What a Weeknight Dinner Looks Like for Different People and Families

Photographer Lois Bielefeld has always loved food; she notes that one of her chores as a child was to make a meal for her family on the weekends. After seeing the way food can bring families and people together, she was inspired to create her series, "Weeknight Dinners," which showcases the various circumstances and family dynamics that bring people together to share a meal.

Bielefeld's childhood memories fostered her interest in the daily habits of people, particularly those that revolved around food, which she sees as a great window into different cultures. She notes:

The project specifically was shot Monday through Thursday evenings as I wanted to capture habits and rituals that are shaped by the weeknight time crunch rather than the weekends, when people have more time.

Wednesday: Bruce, Heather, and Wyatt. 2013

Wednesday: Willie Mae. 2013

Tuesday: John and Janet. 2013

Thursday: David and Cathy. 2013

Monday: Joel and Florence. 2013

Wednesday: DannO and Amelia. 2013

Monday: Rina and Giuseppe. 2013

Monday: Nuco. 2014

Tuesday: Alden and Alan. 2014

Tuesday: Juanita and John. 2014

Tuesday: Seynabou, Rui James, and Marie. 2014

Wednesday: Rose, Delilah, and Abraham. 2014

Wednesday: Leo and Michael. 2014

Wednesday: Natalia and Maryanne. 2014

Wednesday: Ernesto. 2014

Monday: Paul and Linda. 2015

Wednesday: Norbert and Marie-Josée. 2015

Monday: David, Felix, and Dani. 2015

The series consists of 78 total images taken from 2013 through 2015 across the U.S. and in Luxembourg. In taking the portraits, she simply asked the subjects to prepare a meal as they normally would, lighting them and the room in a way that preserved the ambient light's feel. From there, she took 25-30 images before the subjects began eating. The results are a fascinating look inside the lives of many people all centered around one commonality: food.

Bielefeld is represented by the Portrait Society Gallery. Be sure to check out more of her work on her site.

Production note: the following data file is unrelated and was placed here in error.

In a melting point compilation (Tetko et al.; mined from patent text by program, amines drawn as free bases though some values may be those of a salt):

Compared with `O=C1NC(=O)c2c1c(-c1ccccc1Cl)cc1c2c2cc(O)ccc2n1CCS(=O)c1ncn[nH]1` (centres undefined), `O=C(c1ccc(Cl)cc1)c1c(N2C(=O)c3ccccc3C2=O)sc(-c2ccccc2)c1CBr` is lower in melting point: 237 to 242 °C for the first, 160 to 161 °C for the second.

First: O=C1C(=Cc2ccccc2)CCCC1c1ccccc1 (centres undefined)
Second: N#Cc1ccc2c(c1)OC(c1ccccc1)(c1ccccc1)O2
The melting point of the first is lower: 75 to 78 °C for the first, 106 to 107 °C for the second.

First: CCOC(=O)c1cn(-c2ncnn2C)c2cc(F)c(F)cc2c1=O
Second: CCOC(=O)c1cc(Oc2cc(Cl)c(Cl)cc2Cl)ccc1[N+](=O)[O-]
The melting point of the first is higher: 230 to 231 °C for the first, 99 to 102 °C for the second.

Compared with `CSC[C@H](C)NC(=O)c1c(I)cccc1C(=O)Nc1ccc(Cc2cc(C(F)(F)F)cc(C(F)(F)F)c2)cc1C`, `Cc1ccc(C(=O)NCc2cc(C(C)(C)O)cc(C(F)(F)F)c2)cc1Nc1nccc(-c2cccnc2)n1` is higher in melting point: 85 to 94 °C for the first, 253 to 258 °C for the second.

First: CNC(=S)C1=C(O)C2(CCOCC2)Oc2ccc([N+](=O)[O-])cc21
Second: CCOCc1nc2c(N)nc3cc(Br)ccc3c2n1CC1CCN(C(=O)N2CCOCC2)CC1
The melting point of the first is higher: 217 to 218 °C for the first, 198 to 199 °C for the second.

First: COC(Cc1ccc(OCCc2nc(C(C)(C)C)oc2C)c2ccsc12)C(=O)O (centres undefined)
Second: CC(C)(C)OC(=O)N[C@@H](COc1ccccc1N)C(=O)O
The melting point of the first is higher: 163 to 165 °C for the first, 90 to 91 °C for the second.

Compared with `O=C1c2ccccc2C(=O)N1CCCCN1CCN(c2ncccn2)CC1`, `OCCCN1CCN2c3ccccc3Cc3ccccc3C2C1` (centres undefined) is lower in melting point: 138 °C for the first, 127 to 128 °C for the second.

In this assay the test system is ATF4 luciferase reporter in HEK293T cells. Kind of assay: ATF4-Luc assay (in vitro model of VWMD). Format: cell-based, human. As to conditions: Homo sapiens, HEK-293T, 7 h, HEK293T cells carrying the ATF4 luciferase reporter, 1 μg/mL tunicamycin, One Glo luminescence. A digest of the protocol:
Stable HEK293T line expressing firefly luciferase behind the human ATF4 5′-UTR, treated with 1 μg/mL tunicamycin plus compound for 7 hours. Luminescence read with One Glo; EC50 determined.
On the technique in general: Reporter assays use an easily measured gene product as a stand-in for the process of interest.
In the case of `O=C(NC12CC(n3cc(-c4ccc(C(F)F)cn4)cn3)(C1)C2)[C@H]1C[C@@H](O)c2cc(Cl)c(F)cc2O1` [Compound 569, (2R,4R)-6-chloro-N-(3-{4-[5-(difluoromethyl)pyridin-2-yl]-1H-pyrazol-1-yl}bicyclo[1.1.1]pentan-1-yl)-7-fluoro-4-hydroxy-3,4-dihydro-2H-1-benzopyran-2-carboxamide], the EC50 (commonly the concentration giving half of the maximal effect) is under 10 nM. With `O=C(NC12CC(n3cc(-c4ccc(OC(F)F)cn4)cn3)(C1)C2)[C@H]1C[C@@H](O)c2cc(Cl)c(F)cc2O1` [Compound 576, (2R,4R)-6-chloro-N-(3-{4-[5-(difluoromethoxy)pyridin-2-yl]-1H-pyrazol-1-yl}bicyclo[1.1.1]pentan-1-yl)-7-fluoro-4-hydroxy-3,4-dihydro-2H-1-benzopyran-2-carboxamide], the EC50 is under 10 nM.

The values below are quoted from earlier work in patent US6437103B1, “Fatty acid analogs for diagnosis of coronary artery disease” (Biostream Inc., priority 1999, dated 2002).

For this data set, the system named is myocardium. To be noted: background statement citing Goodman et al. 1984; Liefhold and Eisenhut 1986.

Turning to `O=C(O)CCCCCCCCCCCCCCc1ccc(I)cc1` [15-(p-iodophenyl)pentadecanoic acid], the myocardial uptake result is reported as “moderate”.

Lead image: "Wednesday: Kathy. 2013"

All images used with permission of Lois Bielefeld.

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G Z's picture

Thanks for sharing, this was a fun and interesting project. I'd like to try this myself.

Tam Nguyen's picture

Those are some of the saddest dinners I've seen in my life :(

stir photos's picture

Haha... Right!? I thought many of them were sort of depressing, as well...

Lenzy Ruffin's picture

I don't agree. What I see is an honest window into true, everyday life for real, regular people as opposed to the glamorous social media version everyone promotes where every meal looks like a lifestyle photography shoot and every plate is styled and Instagram-ready.

I think I see where you're coming from, but I look at it differently. In almost all of the photos, it's two or three people. Just that by itself (having a person to dine with every night) is cause for happiness, not sadness. The one with the older gentleman kinda bothers me because you wonder if he's outlived most or all of his companions. But in that photo, as well as all of the others, I see people with food to eat and a safe, clean place to live. Nothing glamorous, but at least it's honest. It doesn't look sad to me, it looks honest.

raquel-edison-photography's picture

I love this. There's such detail in each frame--the intricate French furniture in one, ethnic knick-knacks in another. You really get a kind of glimpse into these people's every day lives (at dinner time). Very intriguing.